Granger Westberg on nursing and prayer.
"When is it appropriate to pray with a patient? The answer is not a simple one and yet a partial answer might be something like this. A nurse should offer a brief prayer whenever a patient asks specifically for prayer or shows by his actions that he would very much appreciate it. The interesting thing is that almost no patient will make such a request of a nurse whose manner indicates that prayer is not a part of her makeup.... In times of illness a patient seems to develop a sixth sense of special sensitivity. The depths within him are constantly searching for someone else in whom he may find understanding and companionship.
The patient who asks for prayer is usually one who is going through an experience which is of crisis proportions to him. When the pain or the fear is more than he can handle, he cries out with emotion, 'Nurse, say a prayer for me, will you?' For the most part such a request is handled by saying, 'I surely will.' And it ends there. We realize that this is a common expression often uttered in the same breath with 'Don't forget me.' Yet the 'pray for me' often has an intensity of 'and I wish you would say it out loud right here so that it would give me a lift right now. I just can't seem to pray.'
Chaplains hear this expression a dozen times a day and each time they have to decide instantly whether hiding within the expression is a genuine desire for audible prayer. The nurse must recognize that any expression regarding prayer, or God, or the Bible, however flippantly said, may be this person's way of trying to convey to someone his sense of estrangement from God and his desire to be helped back to faith. And suppose the patient really does not mean that he wants an audible prayer and yet the nurse misjudges the patient's statement and begins to pray a simple prayer at his side. You may be sure that this patient will always remember that the nurse was serious enough in her concern for his total welfare so that she voices this concern in a meaningful sentence of prayer. It seems that it is better to err on the side of praying than to walk out on a person who might be helped by such a simple act.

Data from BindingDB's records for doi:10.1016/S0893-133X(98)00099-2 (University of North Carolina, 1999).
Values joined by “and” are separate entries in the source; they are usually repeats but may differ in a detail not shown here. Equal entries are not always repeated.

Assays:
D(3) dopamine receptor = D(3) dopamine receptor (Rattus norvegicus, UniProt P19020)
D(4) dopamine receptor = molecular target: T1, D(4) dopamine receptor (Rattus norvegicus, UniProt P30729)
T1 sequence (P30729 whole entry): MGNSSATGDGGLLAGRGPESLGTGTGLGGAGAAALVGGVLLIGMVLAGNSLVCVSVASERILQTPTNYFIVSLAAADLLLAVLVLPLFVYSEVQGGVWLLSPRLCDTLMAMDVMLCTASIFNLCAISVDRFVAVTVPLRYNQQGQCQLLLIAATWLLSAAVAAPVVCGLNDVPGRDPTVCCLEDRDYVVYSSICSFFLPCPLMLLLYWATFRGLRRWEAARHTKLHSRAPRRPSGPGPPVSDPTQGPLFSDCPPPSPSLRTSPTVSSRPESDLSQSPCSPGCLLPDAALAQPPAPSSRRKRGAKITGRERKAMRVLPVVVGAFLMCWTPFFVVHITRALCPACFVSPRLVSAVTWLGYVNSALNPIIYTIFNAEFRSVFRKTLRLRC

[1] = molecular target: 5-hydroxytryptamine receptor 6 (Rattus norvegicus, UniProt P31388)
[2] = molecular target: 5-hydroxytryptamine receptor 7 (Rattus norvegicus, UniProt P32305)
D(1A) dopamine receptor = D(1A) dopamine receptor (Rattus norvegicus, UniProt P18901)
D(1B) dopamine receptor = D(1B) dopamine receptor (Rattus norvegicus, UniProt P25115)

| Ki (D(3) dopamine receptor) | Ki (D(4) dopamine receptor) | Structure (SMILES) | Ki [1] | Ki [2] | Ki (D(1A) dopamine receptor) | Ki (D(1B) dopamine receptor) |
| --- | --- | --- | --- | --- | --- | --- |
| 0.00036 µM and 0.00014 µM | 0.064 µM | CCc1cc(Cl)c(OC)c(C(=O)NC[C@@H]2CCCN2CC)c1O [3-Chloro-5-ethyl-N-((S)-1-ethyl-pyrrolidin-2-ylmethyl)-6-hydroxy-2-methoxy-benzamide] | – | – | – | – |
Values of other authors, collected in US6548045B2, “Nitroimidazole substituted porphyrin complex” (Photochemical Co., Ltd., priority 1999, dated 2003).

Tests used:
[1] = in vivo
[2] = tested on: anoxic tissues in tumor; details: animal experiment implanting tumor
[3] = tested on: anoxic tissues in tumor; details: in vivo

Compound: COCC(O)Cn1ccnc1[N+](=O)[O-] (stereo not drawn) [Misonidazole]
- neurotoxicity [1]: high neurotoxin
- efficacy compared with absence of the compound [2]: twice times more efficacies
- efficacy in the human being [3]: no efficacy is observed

The kind of prayer we are talking about is a brief prayer of one to five sentences which grows naturally out of a particular situation. It is spoken in a quiet conversational tone with content that brings a feeling of calm and assurance to the patient. The prayer should not excite or stir up the patient by arousing feelings of apprehension or fear. It should be spoken with a rind of honest awareness of the loneliness and confusion which often casts our souls down, yet with a type of confidence in God that is unshaken.
It should not be necessary to say that certainly no nurse ought to force prayer upon a patient who would be disturbed by it or who has shown antagonism to religion in general. The nurse's prayer for the patient ought to fit into the mood of the moment as naturally as straightening the pillow beneath the patient's head." (p. 49-51)
This book by Rev. Dr. Granger Westberg is out of print, but the IPNRC has a few copies available (used), which can be purchased for $20 postpaid. To order, please e-mail firstname.lastname@example.org.